“These war crimes were condemned across the political spectrum, especially the ‘collateral damage’ caused by extrajudicial killings using F16s, such as collapsing buildings with families in them and the killing of bystanders when cars were blown up.
“One case was that of Ahmed Yassin of Hamas, an elderly man in a wheelchair living in a refugee camp in Gaza. I was part of a protest against the incredible violence of that period, many were making this argument, including the UN, the EU, as well as a large numbers of MPs in this country.”
However Jewish News—Britain’s largest Jewish newspaper—and JTA—a global Jewish news agency—have claimed that in 2004 Aouragh indeed did organise a memorial service in Amsterdam for Ahmed Yassin, the Hamas founder and ‘spiritual leader’ killed by Israel that year.
Magdalen’s motion further criticised “Malia Bouattia, whose anti-Semitic comments were condemned as “outright racism” by the Home Affairs Select Committee, and whose NUS presidency 84% of Oxford Jewish Society members felt they were unable to align with their Jewish identity.
“Last year, Malia was called upon by OUSU to issue a full and formal apology, or otherwise to stand down from her NUS presidency. We are still waiting for either.”
An NUS spokesperson released the following statement in relation to allegations made against President Bouattia: “Malia has addressed the accusations of antisemitism numerous times since her election last year, including in the Sunday Times in April, the Huffington Post in October, and in writing to the 560 NUS-affiliated further and higher education students’ unions in December.”
The final speaker mentioned in Magdalen’s motion was George Cicciarello-Maher: “ [He] suggested in a tweet that Israel harvests organs, and explicitly refers to the blood libel trope, the idea that Jews steal the blood and organs of non-Jews for religious rituals. This is both entirely false and grossly offensive.”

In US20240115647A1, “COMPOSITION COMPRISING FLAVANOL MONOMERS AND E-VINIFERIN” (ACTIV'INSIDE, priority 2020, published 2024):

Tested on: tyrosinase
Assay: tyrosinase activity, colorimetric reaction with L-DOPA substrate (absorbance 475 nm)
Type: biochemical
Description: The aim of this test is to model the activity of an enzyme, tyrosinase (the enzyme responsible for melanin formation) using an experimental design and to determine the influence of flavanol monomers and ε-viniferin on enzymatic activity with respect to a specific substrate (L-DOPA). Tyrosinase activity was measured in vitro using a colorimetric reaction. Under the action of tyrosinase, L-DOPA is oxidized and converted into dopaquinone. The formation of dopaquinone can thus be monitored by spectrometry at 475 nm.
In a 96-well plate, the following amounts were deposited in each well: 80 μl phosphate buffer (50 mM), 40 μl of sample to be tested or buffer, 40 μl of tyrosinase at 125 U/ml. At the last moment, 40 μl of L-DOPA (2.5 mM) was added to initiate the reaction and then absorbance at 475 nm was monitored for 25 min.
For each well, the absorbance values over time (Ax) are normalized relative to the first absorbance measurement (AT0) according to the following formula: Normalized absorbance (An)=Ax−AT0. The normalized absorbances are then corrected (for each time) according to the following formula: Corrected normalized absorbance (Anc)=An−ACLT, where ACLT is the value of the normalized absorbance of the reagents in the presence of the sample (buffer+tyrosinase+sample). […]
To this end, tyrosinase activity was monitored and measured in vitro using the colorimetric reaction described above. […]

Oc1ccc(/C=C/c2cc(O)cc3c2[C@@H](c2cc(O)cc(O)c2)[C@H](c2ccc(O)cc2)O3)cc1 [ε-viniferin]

Ciccariello-Maher rejected the allegations, telling Cherwell: “The desperation of OUJS’s campaign against the ORF is truly absurd. In particular, I am accused of fostering a ‘blood libel’ narrative, when the totality of my comments on the matter have been limited to: one, defending my courageous colleague Jasbir Puar from a similar smear campaign, two, posting a 2009 article published in The Guardian on the subject, and three, responding to Israeli military comments regarding admitted past practices.
“The ludicrous nature of OSJS’s claims is most apparent when they suggest that I “explicitly refer to the blood libel trope,” without mentioning that I only “refer” to the trope in order to reject its use in smear campaigns like this one.
“The saddest part of such witch hunts is that we live in a moment of resurgent white supremacy – anti-Semitism very much included. We should be spending our energy fighting real racists and anti-Semites, not invented fantasies.”
OUSU is set to debate their funding of ORF at the next OUSU council meeting on the first of March, two days before the Forum is due to start.
In statement released on Friday they said: “The OUSU Executive Committee has considered the matter, and believes that the Cherwell’s [sic] investigation constitutes new information, and which may have affected the outcome of the motion had it come to light in the original discussion.”
They encourage all involved, including the original proposers of the motion and Jsoc, to “attend and debate the issues.”
Oxford Radical Forum have been contacted for comment.